“We just have to be innovative and make those changes that are profitable,” she said.

Raising sheep without the wool

For some, producing sheep at a profit means switching to “hair” sheep.

Breeds like Dorpers and Katahdins naturally shed in the spring, which cuts out the need for shearing. They also have higher heat tolerance and resistance to parasites compared to many wool sheep breeds.

Katahdins, a breed of hair sheep, graze with wool sheep at the Cory Family Farm. Tom Cory uses a 60-day paddock rotation to reduce the risk of parasites and pressure on the pasture, which is a mix of grass, legumes and herbs.
Katahdins, a breed of hair sheep, graze with wool sheep at the Cory Family Farm. Tom Cory uses a 60-day paddock rotation to reduce the risk of parasites and pressure on the pasture, which is a mix of grass, legumes and herbs. Rachel Cramer / Harvest Public Media

Texas, the state with the most sheep in the U.S., has more hair sheep than wool sheep today, and Whaley said the trend is catching on further north.

“In Iowa and the Midwest and even eastern South Dakota, we are seeing a bigger shift in people going to the hair sheep,” said Whaley.

It’s a shift the Cory family is making, although gradually.

Tom and Mary Cory bought a small flock of Katahdins for one of their sons to raise when he gets out of the Army. They say hair sheep make sense for a lot of producers because they don’t need to be sheared, and as Mary Cory points out, they also have good mothering skills and natural instincts.

“Some of them maybe don’t grow as fast as our wool sheep. So, for some people that would be a detriment,” she said.

To produce larger sheep that don’t need as much shearing, Tom has started cross-breeding some of the Katahdins and wool sheep.

But Ron Kilstrom, one of their shearers helping on the Cory Family Farm and a sheep producer himself, is unlikely to make the switch.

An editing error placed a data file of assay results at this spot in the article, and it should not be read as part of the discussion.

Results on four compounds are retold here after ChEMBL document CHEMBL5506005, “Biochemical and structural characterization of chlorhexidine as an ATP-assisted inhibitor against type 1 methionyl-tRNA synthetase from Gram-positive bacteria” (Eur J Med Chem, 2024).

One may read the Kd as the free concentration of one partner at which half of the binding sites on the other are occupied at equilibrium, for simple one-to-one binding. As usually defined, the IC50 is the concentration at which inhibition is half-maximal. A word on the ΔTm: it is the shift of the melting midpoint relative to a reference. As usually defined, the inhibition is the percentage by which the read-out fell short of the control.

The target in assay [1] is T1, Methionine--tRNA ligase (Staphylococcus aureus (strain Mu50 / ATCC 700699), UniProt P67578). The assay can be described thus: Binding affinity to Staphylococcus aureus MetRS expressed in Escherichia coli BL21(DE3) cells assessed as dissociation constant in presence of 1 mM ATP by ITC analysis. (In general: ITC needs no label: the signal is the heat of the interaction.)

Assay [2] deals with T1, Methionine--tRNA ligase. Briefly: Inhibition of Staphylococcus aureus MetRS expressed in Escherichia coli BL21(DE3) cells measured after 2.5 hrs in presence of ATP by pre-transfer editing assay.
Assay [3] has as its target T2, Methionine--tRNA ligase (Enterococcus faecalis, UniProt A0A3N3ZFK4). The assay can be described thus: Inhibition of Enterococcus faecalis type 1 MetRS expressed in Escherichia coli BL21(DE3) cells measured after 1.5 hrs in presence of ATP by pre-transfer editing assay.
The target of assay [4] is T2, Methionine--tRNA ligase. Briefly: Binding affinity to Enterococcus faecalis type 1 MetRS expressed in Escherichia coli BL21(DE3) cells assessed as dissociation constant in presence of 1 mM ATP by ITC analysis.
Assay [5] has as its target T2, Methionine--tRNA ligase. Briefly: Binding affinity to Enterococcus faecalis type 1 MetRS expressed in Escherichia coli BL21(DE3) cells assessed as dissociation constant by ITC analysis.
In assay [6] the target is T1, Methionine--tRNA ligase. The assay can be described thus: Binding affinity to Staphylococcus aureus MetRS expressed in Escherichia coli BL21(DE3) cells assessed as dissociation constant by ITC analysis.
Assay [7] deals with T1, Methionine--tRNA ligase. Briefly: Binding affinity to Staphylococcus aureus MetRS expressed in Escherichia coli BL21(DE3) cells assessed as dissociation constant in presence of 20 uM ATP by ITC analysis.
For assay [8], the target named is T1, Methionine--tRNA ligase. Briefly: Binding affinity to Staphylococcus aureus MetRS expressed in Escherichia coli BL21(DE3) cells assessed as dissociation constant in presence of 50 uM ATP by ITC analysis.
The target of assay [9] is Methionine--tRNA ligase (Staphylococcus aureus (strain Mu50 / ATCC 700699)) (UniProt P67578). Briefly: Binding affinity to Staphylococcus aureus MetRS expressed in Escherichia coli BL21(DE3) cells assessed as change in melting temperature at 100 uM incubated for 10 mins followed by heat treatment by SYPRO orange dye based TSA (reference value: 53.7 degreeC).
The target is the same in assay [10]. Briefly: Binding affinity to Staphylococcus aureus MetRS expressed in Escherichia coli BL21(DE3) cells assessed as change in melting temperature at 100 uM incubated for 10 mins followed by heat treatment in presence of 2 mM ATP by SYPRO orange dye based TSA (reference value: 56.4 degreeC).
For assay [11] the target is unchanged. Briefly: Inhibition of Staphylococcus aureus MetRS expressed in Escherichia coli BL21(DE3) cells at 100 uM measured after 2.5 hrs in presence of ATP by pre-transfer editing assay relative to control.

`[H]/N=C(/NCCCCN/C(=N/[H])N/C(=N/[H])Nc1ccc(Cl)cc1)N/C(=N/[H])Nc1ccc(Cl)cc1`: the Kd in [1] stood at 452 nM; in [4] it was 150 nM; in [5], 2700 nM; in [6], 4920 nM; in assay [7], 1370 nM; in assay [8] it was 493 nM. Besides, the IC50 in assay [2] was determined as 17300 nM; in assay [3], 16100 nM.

“Having been in the wool business and shearing business for over 40 years, it disturbs me,” said Kilstrom, laughing. “It’s like a dog that doesn’t bark.”

New uses for medium and coarse wool

Wendy Johnson, a regenerative, organic farmer in northern Iowa, has found a new use for her medium-grade wool.

She pulls thick, spongy batting out of her closet; it’s creamy white and lightly speckled.

“This is what fills the pillows, and it’s just such a nice fiber,” said Johnson.

She points out that wool is thermoregulating – meaning it can keep people comfortable in hot or cold conditions as bedding or clothing. It’s breathable, moisture-wicking, hypoallergenic and antimicrobial, which reduces odors, and when felted, wool can repel water.

Walking between recently planted nut trees and a fenceline, a heavy fog hangs above the pasture where her flock of Isle-de-France sheep graze.

“We could go to hair sheep, but not only do I love wool, but I also want to share the importance of wool as a fiber in the United States,” said Johnson. “We raise this incredible animal on grass and sunshine and rain and soil alone, and they just keep growing this renewable fiber that has all of these attributes.”

Megan Landes-Murphy stands in a pasture where several sheep graze at her ranch near Lawrence, Nebraska. She founded Kestrel Ridge Pellet Company in 2022 to create a market for underutilized wool in her region.
Megan Landes-Murphy stands in a pasture where several sheep graze at her ranch near Lawrence, Nebraska. She founded Kestrel Ridge Pellet Company in 2022 to create a market for underutilized wool in her region. Rachel Cramer / Harvest Public Media

In south, central Nebraska Megan Landes-Murphy is using wool from her sheep and other producers to make a natural garden fertilizer.